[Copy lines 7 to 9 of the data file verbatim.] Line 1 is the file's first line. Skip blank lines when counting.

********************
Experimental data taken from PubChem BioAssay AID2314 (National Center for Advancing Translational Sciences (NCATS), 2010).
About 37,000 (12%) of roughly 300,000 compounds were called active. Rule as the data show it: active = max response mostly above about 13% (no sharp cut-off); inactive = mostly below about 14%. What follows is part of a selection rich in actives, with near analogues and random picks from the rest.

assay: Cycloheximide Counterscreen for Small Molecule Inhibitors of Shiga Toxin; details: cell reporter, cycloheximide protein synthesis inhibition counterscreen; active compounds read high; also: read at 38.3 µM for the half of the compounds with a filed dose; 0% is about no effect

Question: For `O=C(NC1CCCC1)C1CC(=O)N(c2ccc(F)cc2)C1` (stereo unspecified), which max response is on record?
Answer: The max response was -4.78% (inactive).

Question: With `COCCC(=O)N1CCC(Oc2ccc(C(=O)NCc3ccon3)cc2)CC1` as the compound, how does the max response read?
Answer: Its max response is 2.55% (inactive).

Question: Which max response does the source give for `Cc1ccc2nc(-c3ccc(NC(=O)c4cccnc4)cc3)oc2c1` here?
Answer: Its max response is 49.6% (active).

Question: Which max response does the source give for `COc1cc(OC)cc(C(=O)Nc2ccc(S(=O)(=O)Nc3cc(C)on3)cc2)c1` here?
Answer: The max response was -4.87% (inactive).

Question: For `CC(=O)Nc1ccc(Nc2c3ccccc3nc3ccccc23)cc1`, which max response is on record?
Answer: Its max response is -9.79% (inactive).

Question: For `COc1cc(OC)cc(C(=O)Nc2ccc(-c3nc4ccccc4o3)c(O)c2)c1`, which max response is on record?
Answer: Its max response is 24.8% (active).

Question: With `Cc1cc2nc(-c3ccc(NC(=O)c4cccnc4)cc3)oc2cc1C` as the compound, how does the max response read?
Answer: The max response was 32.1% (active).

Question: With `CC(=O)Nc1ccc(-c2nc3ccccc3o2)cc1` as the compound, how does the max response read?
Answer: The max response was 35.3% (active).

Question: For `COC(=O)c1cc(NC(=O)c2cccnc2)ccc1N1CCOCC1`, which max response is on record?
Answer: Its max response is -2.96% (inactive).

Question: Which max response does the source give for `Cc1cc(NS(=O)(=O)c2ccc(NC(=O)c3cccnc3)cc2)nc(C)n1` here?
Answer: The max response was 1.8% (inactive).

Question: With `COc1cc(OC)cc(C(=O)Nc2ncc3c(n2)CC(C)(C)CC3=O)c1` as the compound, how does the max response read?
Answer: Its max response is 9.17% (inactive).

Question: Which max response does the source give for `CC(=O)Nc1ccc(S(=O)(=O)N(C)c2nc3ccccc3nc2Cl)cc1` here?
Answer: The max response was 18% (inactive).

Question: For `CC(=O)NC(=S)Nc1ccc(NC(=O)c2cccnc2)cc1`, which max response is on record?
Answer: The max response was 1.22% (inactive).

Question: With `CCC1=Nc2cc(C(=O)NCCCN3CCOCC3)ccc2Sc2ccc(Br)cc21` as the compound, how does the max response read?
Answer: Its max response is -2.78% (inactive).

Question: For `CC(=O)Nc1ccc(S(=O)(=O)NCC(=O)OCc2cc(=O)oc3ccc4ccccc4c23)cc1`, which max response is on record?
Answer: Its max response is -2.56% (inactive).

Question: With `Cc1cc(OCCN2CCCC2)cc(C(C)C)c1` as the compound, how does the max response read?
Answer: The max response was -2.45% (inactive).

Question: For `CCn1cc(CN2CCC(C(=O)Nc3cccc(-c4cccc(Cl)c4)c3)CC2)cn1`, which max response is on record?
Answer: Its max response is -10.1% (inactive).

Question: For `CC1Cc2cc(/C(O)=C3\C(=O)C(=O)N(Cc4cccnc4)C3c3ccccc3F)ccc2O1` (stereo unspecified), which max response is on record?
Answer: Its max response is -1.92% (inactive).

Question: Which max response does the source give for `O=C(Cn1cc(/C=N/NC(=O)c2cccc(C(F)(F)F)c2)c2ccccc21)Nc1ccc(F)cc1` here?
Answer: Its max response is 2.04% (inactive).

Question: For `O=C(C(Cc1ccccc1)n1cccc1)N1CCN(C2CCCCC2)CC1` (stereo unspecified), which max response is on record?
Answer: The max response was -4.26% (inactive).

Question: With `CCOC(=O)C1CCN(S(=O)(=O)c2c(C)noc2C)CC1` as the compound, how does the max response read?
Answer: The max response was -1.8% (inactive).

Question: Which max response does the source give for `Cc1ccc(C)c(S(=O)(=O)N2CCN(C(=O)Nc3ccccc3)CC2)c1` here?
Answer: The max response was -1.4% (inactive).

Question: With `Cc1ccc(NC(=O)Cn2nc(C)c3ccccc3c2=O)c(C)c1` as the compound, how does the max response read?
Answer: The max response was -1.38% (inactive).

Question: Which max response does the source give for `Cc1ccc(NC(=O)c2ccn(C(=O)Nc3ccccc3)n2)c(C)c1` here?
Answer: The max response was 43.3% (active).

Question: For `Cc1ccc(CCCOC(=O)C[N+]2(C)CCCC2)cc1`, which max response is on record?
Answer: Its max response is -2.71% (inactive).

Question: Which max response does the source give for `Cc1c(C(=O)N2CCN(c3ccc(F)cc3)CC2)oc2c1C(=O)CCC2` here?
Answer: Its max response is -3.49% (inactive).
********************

Answer: Its max response is 2.55% (inactive).

Question: Which max response does the source give for `Cc1ccc2nc(-c3ccc(NC(=O)c4cccnc4)cc3)oc2c1` here?
Answer: Its max response is 49.6% (active).